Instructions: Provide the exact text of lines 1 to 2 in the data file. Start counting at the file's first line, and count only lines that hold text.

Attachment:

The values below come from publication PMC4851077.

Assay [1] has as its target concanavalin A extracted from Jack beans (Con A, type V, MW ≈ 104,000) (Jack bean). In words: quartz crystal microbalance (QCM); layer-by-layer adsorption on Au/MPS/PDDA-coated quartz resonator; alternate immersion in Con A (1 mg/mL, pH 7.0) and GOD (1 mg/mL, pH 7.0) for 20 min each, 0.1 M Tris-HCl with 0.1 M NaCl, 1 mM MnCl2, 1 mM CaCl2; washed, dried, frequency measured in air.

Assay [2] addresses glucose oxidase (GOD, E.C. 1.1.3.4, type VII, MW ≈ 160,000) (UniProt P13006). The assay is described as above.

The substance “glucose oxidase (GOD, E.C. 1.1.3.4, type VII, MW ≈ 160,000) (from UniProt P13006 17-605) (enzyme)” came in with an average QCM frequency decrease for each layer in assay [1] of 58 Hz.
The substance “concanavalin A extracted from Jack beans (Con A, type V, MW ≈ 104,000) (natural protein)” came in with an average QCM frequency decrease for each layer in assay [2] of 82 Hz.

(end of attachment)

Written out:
The values below come from publication PMC4851077.

Assay [1] has as its target concanavalin A extracted from Jack beans (Con A, type V, MW ≈ 104,000) (Jack bean). In words: quartz crystal microbalance (QCM); layer-by-layer adsorption on Au/MPS/PDDA-coated quartz resonator; alternate immersion in Con A (1 mg/mL, pH 7.0) and GOD (1 mg/mL, pH 7.0) for 20 min each, 0.1 M Tris-HCl with 0.1 M NaCl, 1 mM MnCl2, 1 mM CaCl2; washed, dried, frequency measured in air.